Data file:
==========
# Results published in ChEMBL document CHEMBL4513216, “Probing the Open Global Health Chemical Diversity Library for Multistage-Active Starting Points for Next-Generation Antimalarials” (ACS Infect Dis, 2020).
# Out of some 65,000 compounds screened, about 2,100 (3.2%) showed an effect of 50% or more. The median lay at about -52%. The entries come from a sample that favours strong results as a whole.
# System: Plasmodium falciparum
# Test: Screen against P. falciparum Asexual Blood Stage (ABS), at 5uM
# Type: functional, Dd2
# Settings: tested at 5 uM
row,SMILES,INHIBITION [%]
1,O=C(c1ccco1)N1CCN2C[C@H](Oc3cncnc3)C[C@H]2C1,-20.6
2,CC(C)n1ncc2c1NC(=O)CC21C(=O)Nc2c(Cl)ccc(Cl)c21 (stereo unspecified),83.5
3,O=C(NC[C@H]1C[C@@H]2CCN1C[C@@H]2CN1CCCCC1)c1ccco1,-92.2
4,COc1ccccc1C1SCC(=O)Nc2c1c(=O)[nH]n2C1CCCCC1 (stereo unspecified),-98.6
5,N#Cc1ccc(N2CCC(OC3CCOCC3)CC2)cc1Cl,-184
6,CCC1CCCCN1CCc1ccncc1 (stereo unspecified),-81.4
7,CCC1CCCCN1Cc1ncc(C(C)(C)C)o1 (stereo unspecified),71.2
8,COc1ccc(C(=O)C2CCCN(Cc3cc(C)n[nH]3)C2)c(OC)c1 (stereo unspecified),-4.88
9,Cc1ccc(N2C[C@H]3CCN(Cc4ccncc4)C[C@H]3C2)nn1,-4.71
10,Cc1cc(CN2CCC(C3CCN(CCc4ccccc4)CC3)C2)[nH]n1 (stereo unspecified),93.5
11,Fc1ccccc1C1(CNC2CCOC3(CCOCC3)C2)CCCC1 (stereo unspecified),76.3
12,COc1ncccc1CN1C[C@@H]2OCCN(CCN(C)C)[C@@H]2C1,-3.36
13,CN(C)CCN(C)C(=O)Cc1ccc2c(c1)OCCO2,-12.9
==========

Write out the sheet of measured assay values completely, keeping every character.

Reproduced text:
# Results published in ChEMBL document CHEMBL4513216, “Probing the Open Global Health Chemical Diversity Library for Multistage-Active Starting Points for Next-Generation Antimalarials” (ACS Infect Dis, 2020).
# Out of some 65,000 compounds screened, about 2,100 (3.2%) showed an effect of 50% or more. The median lay at about -52%. The entries come from a sample that favours strong results as a whole.
# System: Plasmodium falciparum
# Test: Screen against P. falciparum Asexual Blood Stage (ABS), at 5uM
# Type: functional, Dd2
# Settings: tested at 5 uM
row,SMILES,INHIBITION [%]
1,O=C(c1ccco1)N1CCN2C[C@H](Oc3cncnc3)C[C@H]2C1,-20.6
2,CC(C)n1ncc2c1NC(=O)CC21C(=O)Nc2c(Cl)ccc(Cl)c21 (stereo unspecified),83.5
3,O=C(NC[C@H]1C[C@@H]2CCN1C[C@@H]2CN1CCCCC1)c1ccco1,-92.2
4,COc1ccccc1C1SCC(=O)Nc2c1c(=O)[nH]n2C1CCCCC1 (stereo unspecified),-98.6
5,N#Cc1ccc(N2CCC(OC3CCOCC3)CC2)cc1Cl,-184
6,CCC1CCCCN1CCc1ccncc1 (stereo unspecified),-81.4
7,CCC1CCCCN1Cc1ncc(C(C)(C)C)o1 (stereo unspecified),71.2
8,COc1ccc(C(=O)C2CCCN(Cc3cc(C)n[nH]3)C2)c(OC)c1 (stereo unspecified),-4.88
9,Cc1ccc(N2C[C@H]3CCN(Cc4ccncc4)C[C@H]3C2)nn1,-4.71
10,Cc1cc(CN2CCC(C3CCN(CCc4ccccc4)CC3)C2)[nH]n1 (stereo unspecified),93.5
11,Fc1ccccc1C1(CNC2CCOC3(CCOCC3)C2)CCCC1 (stereo unspecified),76.3
12,COc1ncccc1CN1C[C@@H]2OCCN(CCN(C)C)[C@@H]2C1,-3.36
13,CN(C)CCN(C)C(=O)Cc1ccc2c(c1)OCCO2,-12.9